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World J Cardiol. 2012 Feb 26;4(2):36-47. doi: 10.4330/wjc.v4.i2.36.

Gender gap in acute coronary heart disease: Myth or reality?

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  • 1Mette Claassen, Kirsten C Sybrandy, Folkert W Asselbergs, Department of Cardiology, Division Heart and Lungs, University Medical Center Utrecht, 3508 GA Utrecht, The Netherlands.



To investigate potential gender differences in the prevalence of cardiovascular risk factors, cardiovascular disease (CVD) management, and prognosis in acute coronary syndrome (ACS).


A systematic literature search was performed through Medline using pre-specified keywords. An additional search was performed, focusing specifically on randomized controlled clinical trials in relation to therapeutic intervention and prognosis. In total, 92 relevant articles were found.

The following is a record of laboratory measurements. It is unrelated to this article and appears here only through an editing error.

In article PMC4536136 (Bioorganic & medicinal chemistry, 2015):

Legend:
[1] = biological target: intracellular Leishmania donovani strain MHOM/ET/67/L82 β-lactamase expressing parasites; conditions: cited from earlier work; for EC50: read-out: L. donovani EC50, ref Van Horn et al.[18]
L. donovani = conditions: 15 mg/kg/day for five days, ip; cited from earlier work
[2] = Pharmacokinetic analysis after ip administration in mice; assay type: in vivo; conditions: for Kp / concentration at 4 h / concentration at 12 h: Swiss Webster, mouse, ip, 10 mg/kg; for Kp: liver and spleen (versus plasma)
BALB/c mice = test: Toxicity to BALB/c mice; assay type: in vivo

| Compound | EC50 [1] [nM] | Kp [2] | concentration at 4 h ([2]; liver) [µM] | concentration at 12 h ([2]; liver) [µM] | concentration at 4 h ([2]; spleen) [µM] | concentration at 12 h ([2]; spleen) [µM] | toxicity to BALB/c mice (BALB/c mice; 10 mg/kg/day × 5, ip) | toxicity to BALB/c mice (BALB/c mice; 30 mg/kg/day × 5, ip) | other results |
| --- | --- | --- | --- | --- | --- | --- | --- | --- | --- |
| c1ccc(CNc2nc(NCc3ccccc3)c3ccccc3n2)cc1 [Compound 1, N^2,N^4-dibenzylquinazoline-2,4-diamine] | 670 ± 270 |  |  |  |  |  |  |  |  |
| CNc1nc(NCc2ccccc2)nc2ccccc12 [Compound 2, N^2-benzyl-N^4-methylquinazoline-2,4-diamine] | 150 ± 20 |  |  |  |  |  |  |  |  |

Women with CVD tended to have more hypertension and diabetes at the time of presentation, whereas men were more likely to smoke. Coronary angiography and revascularization by percutaneous coronary intervention were performed more often in men. Women were at a greater risk of short-term mortality and complications after revascularization. Interestingly, women under 40 years presenting with ACS were at highest risk of cardiovascular death compared with men of the same age, irrespective of risk factors. This disadvantage disappeared in older age. The long-term mortality risk of ACS was similar in men and women, and even in favor of women.


Mortality rates are higher among young women with ACS, but this difference tends to disappear with age, and long-term prognosis is even better among older women.


Cardiovascular disease; Coronary artery bypass grafting; Estrogens; Gender; Mortality; Myocardial infarction; Percutaneous coronary intervention; Postoperative complications; Prognosis

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